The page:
Stand by: earnings season good news might not last

And they are off! The half-yearly earnings reporting season for New Zealand’s listed companies kicked-off on Thursday 10 August with the first horse out the gate being Vital Healthcare Property...

And they are off!

The half-yearly earnings reporting season for New Zealand’s listed companies kicked-off on Thursday 10 August with the first horse out the gate being Vital Healthcare Property Trust.  Vital, a specialist owner of healthcare property, announced a seemingly healthy 18% lift in net property income for F23, 99% occupancy in its properties, a weighted average lease term of 17 years, $255mn of divestments and one and half tonnes of CO2e of greenhouse gas reductions.  Looks OK to me…  One would have thought that such a good result would be a sign of a positive earnings season and a decent share market reaction.  Au contraire:  as I write this article with two days left, the benchmark New Zealand share market index, the S&P/NZX 50 Gross Index (NZ50G), comprising New Zealand’s 50 largest listed companies, has given up all of its gains (notwithstanding they’ve been comparatively meagre) for the year so far!

I’ve had to look back at the Bloomberg screen and it looks as if the New Zealand share market hasn’t had such a bad performance in a reporting season since 2015, with the NZ50G index down more than five percent since the start of the month.  The sell-off has been driven by a number of factors, including investors concerns about the effect on companies’ performance of persistent and broad-based cost pressures, rising interest rates, and further economic slowdown both here and overseas – China in particular given its significance to NZ’s trade.  The general election, which mainstream media tells us is neck and neck between the centre-left and centre-right blocks and is looking likely to be hotly contested in October doesn’t help matters either.  Contrary to what one might infer from the weak share market performance of late, corporate profit margins have so far recovered and/or held-up nicely, as they have largely been able to pass on cost increases to customers.  But research analysts and local fund managers are warning that this good news may not last, and one should consider taking profits on their winners.  With the NZ50G now trading on a forward price-to-earnings ratio of nearly 23 times, according to Bloomberg, valuations look to be somewhat complacent against the challenges ahead.  That’s share market speak for “expensive”.  Investors are confused by the current economic cycle, which has failed to play out as they had expected, and this appears to be reflected in the earnings outlook.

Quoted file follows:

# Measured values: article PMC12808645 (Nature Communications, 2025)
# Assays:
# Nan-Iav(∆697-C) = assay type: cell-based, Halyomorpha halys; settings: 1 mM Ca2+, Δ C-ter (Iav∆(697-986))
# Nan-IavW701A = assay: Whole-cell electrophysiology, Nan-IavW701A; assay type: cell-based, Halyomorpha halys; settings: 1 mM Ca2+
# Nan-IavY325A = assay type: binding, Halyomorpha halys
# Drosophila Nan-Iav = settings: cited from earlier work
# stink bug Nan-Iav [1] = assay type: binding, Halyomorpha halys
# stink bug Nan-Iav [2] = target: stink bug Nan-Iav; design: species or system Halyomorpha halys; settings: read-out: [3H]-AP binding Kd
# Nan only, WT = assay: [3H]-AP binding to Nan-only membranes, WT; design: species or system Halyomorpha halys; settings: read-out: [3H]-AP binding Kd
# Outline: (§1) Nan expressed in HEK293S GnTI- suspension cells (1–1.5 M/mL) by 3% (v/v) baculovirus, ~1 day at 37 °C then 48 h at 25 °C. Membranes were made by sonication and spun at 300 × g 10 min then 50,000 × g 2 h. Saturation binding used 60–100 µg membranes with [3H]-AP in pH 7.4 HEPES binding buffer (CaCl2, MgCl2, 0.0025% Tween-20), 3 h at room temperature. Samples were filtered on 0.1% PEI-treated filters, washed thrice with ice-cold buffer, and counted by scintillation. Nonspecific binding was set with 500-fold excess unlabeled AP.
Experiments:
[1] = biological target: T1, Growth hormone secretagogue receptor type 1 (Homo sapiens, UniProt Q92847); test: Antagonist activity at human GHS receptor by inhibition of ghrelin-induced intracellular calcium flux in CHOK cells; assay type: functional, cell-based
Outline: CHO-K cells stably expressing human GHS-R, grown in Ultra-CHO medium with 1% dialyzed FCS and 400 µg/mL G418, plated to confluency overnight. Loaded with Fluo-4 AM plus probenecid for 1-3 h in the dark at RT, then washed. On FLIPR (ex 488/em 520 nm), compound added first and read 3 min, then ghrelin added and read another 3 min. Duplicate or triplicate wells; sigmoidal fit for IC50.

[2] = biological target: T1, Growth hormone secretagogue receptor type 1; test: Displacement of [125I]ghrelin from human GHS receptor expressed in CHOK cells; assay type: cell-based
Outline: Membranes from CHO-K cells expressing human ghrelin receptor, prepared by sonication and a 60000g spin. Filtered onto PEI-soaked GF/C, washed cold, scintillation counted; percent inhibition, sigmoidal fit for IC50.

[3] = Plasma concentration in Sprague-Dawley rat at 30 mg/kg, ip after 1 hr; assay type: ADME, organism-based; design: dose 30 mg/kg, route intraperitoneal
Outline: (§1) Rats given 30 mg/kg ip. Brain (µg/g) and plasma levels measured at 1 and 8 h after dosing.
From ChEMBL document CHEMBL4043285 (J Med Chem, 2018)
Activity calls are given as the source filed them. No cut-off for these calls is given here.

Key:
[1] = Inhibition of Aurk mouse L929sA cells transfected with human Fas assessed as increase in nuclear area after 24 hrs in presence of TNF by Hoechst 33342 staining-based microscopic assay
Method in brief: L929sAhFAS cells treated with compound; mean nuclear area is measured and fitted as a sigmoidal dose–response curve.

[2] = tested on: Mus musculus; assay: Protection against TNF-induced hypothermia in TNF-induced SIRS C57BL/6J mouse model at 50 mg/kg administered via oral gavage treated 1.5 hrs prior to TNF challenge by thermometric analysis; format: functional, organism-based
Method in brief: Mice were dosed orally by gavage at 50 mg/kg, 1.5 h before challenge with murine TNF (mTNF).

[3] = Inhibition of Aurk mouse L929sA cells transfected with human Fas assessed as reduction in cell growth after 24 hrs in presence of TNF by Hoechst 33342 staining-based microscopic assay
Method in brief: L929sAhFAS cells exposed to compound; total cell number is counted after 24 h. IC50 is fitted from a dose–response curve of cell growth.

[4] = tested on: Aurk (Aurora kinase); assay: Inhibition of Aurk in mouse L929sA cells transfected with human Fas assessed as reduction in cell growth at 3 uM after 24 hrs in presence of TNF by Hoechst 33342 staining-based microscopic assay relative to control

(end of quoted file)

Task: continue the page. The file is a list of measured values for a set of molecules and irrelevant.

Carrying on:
After Vital, Contact Energy was the first major listed company to report earnings a week later.  Net profit was up a strong 16% driven by higher electricity prices and a profit on the sale of its Te Rapa co-generation plant.  This sale keeps Contact on track to be over 95% renewable by 2027.  It wasn’t much of a revelation to hear the past year saw the highest hydro inflows across the country since Contact listed in 1999 with North Island rainfall the highest on record.  This heavy rainfall and subsequent water reserves depressed spot prices and Contact bought excess renewable electricity instead of generating it via its thermal assets.

Other electricity companies faced similar challenges, as excess rain depressed pricing.  Mercury Energy had to spill more than 1,000 GW hours’ worth of power during the year to keep its hydro lakes within their consented operating limits.  Weird huh?  The rainfall was good news for Genesis Energy, which is often tarred with the brush of being our dirtiest gentailer given it owns the fossil-fuel (actually imported coal!) powered Huntly power station.  Favourable hydro conditions led to 65% of Genesis’ generation coming from renewable sources, the highest proportion since the company was formed in 1999.

Isn’t it great to see travel coming back!  Auckland Airport results reflected a more normalised environment, international punters are coming back to Sky City and Air New Zealand had it is second highest revenue ever!  That’s what happens of course when fares are on average 35% above those from 2019…The country’s national airline is making so much money they announced a special dividend.   Sadly, it doesn’t look like it will be able to repeat this growth in the coming year given it was off a much lower base last year as the world came out of the restrictions related to the covid pandemic.

Speaking of special dividends, Vector announced one following the successful sale of half of its metering business.  Not that it did much to move the share price.  That seems to be the recurring theme from this month’s earnings season – announce something good and your shares are more than likely to sell off.

A case in point, we had Channel Infrastructure’s CEO and CFO in the office on Tuesday.  For a now very predictable business that has pivoted to a 100% import only terminal model (so predictable in fact that the company can commission an independent report that forecasts the business model out to 2050) it seems odd the share price is down since they reported.  Go figure!

It does say to me, and our investment team here at Hobson Wealth agrees, the outlook for the New Zealand share market remains uncertain, and investors should be prepared for further weakness and potential volatility as we come into the October general election.

On a much more positive note, spare a thought for the dads on Father’s Day this Sunday.  If my children are reading this, I saw a very nice present I’d like (but might be a bit above your budget):   the Candela C-8 Polestar boat, a hydro foiling electric-powered zero-emission 28-foot power machine that’s the ocean equivalent of an EV.  Nice for some…